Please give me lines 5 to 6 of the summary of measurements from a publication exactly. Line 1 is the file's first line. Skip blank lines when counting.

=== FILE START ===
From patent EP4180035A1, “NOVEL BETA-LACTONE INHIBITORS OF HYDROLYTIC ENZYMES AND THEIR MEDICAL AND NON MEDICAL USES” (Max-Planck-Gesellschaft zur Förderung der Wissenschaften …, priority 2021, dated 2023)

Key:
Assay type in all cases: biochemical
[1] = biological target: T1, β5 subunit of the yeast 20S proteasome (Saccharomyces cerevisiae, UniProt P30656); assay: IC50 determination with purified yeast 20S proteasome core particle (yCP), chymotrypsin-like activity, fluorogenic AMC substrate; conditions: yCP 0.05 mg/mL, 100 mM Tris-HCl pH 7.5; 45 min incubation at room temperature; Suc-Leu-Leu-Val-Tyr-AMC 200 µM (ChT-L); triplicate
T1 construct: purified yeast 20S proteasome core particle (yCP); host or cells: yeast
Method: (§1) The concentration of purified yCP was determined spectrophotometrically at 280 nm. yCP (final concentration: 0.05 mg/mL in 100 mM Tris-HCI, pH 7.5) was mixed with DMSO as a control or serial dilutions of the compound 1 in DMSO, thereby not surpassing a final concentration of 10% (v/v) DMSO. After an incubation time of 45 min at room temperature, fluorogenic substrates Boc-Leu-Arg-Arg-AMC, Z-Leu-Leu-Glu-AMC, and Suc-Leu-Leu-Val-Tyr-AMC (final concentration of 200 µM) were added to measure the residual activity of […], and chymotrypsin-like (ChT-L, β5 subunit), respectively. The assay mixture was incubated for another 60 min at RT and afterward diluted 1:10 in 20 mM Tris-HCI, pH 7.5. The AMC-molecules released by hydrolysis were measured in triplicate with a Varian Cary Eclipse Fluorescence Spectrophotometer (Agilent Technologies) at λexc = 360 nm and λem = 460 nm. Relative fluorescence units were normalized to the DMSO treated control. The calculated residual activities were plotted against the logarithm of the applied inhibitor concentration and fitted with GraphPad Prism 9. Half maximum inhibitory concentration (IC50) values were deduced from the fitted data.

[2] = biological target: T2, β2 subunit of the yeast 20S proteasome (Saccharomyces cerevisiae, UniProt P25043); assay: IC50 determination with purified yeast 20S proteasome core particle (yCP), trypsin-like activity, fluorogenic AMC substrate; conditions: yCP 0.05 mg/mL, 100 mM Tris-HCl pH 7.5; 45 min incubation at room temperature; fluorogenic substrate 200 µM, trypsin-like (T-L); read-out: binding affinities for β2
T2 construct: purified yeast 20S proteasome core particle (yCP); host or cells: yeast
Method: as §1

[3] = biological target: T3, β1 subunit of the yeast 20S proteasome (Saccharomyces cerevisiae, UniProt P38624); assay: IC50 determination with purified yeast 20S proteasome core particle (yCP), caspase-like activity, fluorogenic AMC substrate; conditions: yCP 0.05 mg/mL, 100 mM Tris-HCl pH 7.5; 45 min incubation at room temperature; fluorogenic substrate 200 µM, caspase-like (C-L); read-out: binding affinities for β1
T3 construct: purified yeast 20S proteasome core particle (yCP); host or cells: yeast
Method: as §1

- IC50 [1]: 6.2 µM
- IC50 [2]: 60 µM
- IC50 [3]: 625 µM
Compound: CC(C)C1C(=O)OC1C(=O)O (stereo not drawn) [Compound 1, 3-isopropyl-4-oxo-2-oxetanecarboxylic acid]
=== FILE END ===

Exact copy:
T1 construct: purified yeast 20S proteasome core particle (yCP); host or cells: yeast
Method: (§1) The concentration of purified yCP was determined spectrophotometrically at 280 nm. yCP (final concentration: 0.05 mg/mL in 100 mM Tris-HCI, pH 7.5) was mixed with DMSO as a control or serial dilutions of the compound 1 in DMSO, thereby not surpassing a final concentration of 10% (v/v) DMSO. After an incubation time of 45 min at room temperature, fluorogenic substrates Boc-Leu-Arg-Arg-AMC, Z-Leu-Leu-Glu-AMC, and Suc-Leu-Leu-Val-Tyr-AMC (final concentration of 200 µM) were added to measure the residual activity of […], and chymotrypsin-like (ChT-L, β5 subunit), respectively. The assay mixture was incubated for another 60 min at RT and afterward diluted 1:10 in 20 mM Tris-HCI, pH 7.5. The AMC-molecules released by hydrolysis were measured in triplicate with a Varian Cary Eclipse Fluorescence Spectrophotometer (Agilent Technologies) at λexc = 360 nm and λem = 460 nm. Relative fluorescence units were normalized to the DMSO treated control. The calculated residual activities were plotted against the logarithm of the applied inhibitor concentration and fitted with GraphPad Prism 9. Half maximum inhibitory concentration (IC50) values were deduced from the fitted data.